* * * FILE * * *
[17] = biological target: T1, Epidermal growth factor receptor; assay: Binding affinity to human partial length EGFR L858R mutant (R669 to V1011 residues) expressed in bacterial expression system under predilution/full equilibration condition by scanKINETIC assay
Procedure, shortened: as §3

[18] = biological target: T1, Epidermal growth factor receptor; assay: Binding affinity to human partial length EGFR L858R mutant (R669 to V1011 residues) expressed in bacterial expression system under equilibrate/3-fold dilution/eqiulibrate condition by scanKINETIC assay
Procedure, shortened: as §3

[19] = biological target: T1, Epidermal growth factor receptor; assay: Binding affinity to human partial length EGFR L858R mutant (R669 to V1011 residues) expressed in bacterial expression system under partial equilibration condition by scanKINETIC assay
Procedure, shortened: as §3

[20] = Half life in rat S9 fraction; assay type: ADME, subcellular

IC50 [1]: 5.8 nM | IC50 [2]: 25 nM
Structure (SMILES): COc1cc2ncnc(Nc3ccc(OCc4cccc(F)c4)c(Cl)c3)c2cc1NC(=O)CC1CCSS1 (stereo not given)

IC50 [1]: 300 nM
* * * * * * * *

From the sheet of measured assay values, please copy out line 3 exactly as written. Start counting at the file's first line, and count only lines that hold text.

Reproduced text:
[18] = biological target: T1, Epidermal growth factor receptor; assay: Binding affinity to human partial length EGFR L858R mutant (R669 to V1011 residues) expressed in bacterial expression system under equilibrate/3-fold dilution/eqiulibrate condition by scanKINETIC assay